Conservative activists are becoming increasingly powerful in determining what books are on school shelves. Districts in Texas have begun to require parent approval for books; in Utah, parents not only have the power to control what books their child checks out but have equal standing with educators to challenge and review books for inclusion in the library at all.
That policy in Utah is perhaps one of the conservative parent groups’ first success stories. Beavers says BookLooks doesn’t track how parents use the reviews for school policy challenges, but the group Utah Parents United is featured on the site as a “guardian of the library” and was instrumental in getting the state to implement its current system. Beavers herself has testified at her local Brevard County school district, successfully challenging 19 books for review in May.
But those challenges aren’t coming without a fight, on Facebook and elsewhere. One organization opposed to the book bans, the Florida Freedom to Read Project, says rating systems like BookLooks’ ignore the fact that teachers and librarians are specifically trained to recommend books on the basis of a child’s development, interests, and maturity, even though materials are currently slotted into suggested age ranges by publishers and editors.
“They [conservative rate-and-review groups] want to restrict what is available for everyone else, but these rating systems are done by people who don’t have any expertise,” says Stephana Ferrell, a co-founder of the FFTRP. “We would never do an opposing system. Another rating system is not needed.”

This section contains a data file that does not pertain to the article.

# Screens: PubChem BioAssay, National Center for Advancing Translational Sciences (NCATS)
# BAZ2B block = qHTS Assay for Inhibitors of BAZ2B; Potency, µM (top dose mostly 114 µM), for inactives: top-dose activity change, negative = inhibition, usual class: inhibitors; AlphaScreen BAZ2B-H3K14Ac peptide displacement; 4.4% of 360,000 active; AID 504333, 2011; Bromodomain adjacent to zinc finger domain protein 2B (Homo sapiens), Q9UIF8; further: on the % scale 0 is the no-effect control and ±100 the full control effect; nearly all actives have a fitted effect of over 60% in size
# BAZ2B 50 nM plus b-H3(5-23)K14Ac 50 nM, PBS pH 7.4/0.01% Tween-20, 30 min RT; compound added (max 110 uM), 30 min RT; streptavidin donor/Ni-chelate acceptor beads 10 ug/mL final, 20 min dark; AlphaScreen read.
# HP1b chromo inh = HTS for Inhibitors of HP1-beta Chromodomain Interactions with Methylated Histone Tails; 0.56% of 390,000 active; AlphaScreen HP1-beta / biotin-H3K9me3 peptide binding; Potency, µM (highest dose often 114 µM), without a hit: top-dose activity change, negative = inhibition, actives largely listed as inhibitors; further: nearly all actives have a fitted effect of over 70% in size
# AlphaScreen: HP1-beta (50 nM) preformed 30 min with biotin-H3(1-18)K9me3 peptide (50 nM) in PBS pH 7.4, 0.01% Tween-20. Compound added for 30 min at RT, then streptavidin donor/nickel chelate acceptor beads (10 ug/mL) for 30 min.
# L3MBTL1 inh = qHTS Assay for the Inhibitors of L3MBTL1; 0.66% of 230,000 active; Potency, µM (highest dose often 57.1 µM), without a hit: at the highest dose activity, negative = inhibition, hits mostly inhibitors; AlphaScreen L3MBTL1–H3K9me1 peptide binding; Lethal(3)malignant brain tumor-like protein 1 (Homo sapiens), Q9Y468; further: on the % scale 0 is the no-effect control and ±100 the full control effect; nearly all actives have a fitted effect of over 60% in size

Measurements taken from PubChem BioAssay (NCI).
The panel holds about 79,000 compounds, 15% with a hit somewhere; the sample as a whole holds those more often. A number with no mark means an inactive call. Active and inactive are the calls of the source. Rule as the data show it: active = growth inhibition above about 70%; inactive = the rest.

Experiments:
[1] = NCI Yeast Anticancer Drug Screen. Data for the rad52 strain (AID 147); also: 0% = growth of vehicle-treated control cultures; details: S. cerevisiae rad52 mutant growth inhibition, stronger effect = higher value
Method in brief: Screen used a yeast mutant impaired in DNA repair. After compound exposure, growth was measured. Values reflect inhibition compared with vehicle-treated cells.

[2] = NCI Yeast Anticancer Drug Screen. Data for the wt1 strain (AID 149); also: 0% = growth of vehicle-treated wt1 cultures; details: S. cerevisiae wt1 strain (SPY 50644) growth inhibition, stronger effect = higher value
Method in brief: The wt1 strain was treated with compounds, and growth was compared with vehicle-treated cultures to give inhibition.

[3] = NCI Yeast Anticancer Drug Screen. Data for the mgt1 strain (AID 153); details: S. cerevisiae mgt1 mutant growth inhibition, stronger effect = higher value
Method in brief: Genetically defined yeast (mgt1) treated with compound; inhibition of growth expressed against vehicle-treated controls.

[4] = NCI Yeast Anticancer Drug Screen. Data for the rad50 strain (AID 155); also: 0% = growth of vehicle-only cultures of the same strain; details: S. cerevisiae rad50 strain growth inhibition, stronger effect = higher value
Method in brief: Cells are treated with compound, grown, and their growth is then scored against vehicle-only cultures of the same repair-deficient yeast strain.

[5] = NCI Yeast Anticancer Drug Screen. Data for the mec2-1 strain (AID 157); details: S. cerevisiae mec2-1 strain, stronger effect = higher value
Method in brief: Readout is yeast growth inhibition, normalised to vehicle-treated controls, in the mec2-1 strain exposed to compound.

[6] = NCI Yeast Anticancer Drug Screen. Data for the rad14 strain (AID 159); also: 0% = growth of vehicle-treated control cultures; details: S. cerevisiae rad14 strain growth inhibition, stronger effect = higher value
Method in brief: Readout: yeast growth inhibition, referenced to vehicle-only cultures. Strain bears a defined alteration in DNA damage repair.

Groups like Ferrell’s are concerned that ratings are erasing the voices of those in marginalized communities. “Those reviewers that focus solely on controversial topics with the goal of limiting access to books with which they disagree reflect a bias that fails to take into account the needs of the diverse families and individuals served by public schools and libraries,” Deborah Caldwell-Stone, the director of the American Library Association’s Office for Intellectual Freedom, said in a statement.
“Pornography” scare stories
Many parents in the conservative groups say pornography is one of their major concerns. Beavers, for example, cites an oral sex scene in Maia Kobabe’s Gender Queer, a coming-of-age graphic novel, as the reason why she was spurred to action. Gender Queer has been banned in many schools across the country.
“We are asking for books to be reviewed and put up against pornography laws and judging what would be appropriate for a school setting,” she says. But her group’s view of what counts as pornographic don’t always tally with the laws. On August 30, a Virginia court dismissed claims that Gender Queer and another book, A Court of Mist and Fury by Sarah J. Maas, were obscene. The dismissal means that liberal groups now have grounds to challenge the book’s bans in other states.
Ferrell says FFTRP’s work was founded when conservative activists began lobbying to remove Gender Queer from her local district. She and her co-founder have purchased books to distribute to local librarians and also held public giveaways of books featuring diverse voices.
To her, the fight is about the quality of education for her children. “Most parents want to give their child more, not less, access,” she says. “I really worry about the future of children’s education because of this.”